Dates and times have been finalized for UT Libraries’ OA Week 2013 events.
- Monday, October 21st, 4-6 pm: Wikipedia Editathon in the Perry Castañeda Library (PCL 1.124)
- Tuesday, October 22nd, 12-1:30 pm: Open Access Panel Discussion in the Student Activity Center Legislative Assembly Room (SAC 2.302)
- Wednesday, October 23rd, 12:30-1:30 pm: Open Educational Resources – Past, Present & Future? in the Student Activity Center (SAC 1.118)
- Thursday, October 24th, 6-9 pm: RiP: A Remix Manifesto movie screening in the Fine Arts Library
- Friday, October 25th, 12-1 pm: Open Access Scholarly Publishing with Texas Digital Library in the Student Activity Center (SAC 1.118)
Stay tuned for more information about each event.
The European Commission recently released a report that finds that half of all articles published in 2011 are now freely available to read. The rise of open access journals, delayed free access in traditional journals (typically a 12 month embargo), and author-archived copies are all believed to contribute to the increased availability of articles.
Nature news article about this report: http://www.nature.com/news/half-of-2011-papers-now-free-to-read-1.13577
Link to PDF of report: http://www.science-metrix.com/pdf/SM_EC_OA_Availability_2004-2011.pdf
I had been waiting for the draft plans in response to the Feb, 2013 White House Directive on Open Access to be released, so we might see what affect the plans would have on our own planning for our institutional repository, the UTDR, as well as to plan educational and support programs. Word is that the draft plans were required to be submitted to the White House by August 22, 2013, but not made public necessarily, until they go through internal review and revision. But there is some indication from those who are close to the process that most of the 23 agencies that are affected are considering most seriously an interagency repository or utilizing the existing NIH repository, PubMed Central. This may be a bit of a surprise for all of us, in that the mandate to accomplish open access without additional funding suggested that reliance on outside facilities, such as those proposed by the publishers (CHORUS) and University libraries (SHARE), would prove useful. Apparently not so much, at least not with respect to journal articles. Maybe with data.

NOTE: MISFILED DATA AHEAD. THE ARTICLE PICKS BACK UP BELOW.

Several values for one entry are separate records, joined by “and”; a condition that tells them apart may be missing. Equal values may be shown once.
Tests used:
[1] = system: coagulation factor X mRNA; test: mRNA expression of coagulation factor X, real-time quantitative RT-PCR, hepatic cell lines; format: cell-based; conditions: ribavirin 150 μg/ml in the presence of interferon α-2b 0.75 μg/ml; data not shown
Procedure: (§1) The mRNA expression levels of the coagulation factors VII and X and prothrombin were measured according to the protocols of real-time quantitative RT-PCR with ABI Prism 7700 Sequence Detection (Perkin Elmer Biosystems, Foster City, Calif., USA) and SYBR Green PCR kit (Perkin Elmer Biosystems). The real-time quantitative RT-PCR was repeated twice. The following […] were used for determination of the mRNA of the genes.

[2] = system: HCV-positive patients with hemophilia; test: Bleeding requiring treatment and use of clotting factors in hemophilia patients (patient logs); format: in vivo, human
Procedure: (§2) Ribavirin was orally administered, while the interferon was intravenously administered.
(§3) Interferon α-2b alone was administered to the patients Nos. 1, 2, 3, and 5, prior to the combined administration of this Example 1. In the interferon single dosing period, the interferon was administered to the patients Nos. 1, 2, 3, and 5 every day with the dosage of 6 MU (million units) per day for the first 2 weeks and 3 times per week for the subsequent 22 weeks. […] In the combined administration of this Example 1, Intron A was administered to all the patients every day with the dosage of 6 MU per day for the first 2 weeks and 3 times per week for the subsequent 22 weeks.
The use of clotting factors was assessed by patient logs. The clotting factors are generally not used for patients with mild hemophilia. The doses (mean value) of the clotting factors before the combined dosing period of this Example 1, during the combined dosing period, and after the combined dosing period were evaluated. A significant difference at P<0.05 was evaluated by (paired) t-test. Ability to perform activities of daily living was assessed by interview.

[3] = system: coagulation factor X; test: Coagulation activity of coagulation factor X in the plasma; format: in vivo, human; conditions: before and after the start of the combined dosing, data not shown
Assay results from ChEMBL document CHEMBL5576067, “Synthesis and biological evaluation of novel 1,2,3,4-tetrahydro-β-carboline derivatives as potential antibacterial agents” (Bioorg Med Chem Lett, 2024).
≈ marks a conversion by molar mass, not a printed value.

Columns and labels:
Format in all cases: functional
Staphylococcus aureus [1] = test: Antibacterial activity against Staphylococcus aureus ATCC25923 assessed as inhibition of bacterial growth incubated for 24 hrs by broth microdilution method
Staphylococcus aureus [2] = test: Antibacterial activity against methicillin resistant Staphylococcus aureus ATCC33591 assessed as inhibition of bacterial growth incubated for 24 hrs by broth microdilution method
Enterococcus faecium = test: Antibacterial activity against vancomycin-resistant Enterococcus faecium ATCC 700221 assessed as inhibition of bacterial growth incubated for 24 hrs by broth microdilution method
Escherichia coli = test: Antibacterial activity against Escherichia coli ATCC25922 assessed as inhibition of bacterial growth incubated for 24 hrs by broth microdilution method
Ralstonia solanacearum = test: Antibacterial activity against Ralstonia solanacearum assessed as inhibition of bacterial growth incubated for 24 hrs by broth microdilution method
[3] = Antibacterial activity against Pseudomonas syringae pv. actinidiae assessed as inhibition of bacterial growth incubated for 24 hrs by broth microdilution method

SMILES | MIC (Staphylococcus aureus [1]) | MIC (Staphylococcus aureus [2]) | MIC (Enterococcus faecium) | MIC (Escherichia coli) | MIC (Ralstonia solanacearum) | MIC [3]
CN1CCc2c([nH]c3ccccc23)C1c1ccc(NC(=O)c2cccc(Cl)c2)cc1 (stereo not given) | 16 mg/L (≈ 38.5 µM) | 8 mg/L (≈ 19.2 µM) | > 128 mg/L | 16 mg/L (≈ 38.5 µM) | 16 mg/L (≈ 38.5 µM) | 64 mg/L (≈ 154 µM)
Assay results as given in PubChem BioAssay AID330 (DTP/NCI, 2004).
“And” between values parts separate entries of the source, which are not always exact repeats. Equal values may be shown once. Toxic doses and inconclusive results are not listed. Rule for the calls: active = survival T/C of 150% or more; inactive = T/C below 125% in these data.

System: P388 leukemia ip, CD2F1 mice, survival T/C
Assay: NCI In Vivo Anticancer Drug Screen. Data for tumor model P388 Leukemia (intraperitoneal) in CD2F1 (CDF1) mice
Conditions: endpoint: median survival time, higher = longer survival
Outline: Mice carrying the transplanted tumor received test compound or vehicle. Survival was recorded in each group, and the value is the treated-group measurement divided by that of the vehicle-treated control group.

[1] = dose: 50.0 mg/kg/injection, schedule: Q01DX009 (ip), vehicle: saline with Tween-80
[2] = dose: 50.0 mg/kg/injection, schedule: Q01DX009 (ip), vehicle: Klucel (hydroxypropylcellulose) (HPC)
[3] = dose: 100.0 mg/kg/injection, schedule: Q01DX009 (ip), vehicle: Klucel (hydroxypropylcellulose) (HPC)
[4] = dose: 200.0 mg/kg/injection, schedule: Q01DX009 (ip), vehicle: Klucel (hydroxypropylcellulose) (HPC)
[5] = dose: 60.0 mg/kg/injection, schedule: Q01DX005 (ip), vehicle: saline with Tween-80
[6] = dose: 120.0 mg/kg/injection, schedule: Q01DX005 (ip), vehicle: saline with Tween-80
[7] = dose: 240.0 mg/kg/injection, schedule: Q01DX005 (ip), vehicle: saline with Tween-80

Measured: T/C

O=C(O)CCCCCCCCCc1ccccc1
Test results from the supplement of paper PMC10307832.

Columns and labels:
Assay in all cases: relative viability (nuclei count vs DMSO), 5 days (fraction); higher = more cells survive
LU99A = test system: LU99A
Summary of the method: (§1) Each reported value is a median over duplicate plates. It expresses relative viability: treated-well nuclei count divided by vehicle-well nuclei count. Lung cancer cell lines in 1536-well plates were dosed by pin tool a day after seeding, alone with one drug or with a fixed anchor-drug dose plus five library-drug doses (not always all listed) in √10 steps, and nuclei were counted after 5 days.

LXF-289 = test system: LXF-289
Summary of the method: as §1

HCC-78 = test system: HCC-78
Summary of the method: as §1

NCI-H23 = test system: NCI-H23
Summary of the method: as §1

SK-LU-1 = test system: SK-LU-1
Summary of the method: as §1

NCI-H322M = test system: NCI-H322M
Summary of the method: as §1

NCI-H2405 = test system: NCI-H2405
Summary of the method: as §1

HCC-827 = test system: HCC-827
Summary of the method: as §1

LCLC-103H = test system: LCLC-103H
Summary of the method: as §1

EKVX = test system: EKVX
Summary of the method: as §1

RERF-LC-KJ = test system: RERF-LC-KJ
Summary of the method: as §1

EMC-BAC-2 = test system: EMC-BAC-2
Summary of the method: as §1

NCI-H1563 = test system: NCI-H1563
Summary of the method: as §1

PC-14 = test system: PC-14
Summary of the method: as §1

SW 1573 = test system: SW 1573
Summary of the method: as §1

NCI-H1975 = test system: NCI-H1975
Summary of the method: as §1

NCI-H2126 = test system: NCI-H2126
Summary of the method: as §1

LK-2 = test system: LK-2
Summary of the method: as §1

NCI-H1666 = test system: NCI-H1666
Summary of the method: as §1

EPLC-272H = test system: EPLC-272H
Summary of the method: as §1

All of this is speculation at this point, however. I guess that’s all we’ve got right now.
President Obama recently signed an Executive Order to make government data more accessible to the public. The terms of the Executive Order and the new Open Data Policy state that all newly generated government data will be made available in an open, machine-readable format.
In an effort to help federal agencies and researchers comply with the new policy the website, Project Open Data, has been created. The website includes definitions, implementation guidelines, free software tools, and case studies.
Oregon State University unanimously approved an open access policy at their June 2013 Faculty Senate meeting.
“The policy grants Oregon State University a non-exclusive license to exercise any and all rights under copyright relating to its faculty’s scholarly articles, in any medium, and to authorize others to do the same, provided that the articles are not sold for a profit. The policy further directs faculty to submit an electronic copy of the accepted (post-peer review, pre-typeset) manuscript of their articles to OSU Libraries for dissemination via its institutional repository.”
They join a growing list of universities around the world that have adopted open access policies in order to make the work created at those universities freely available.
For more information about OSU’s policy, see the Center for Digital Scholarship & Services announcement: http://cdss.library.oregonstate.edu/open-access
Open Access Week will take place October 21st-October 25th on the UT Austin campus. Stay tuned for more information about planned events.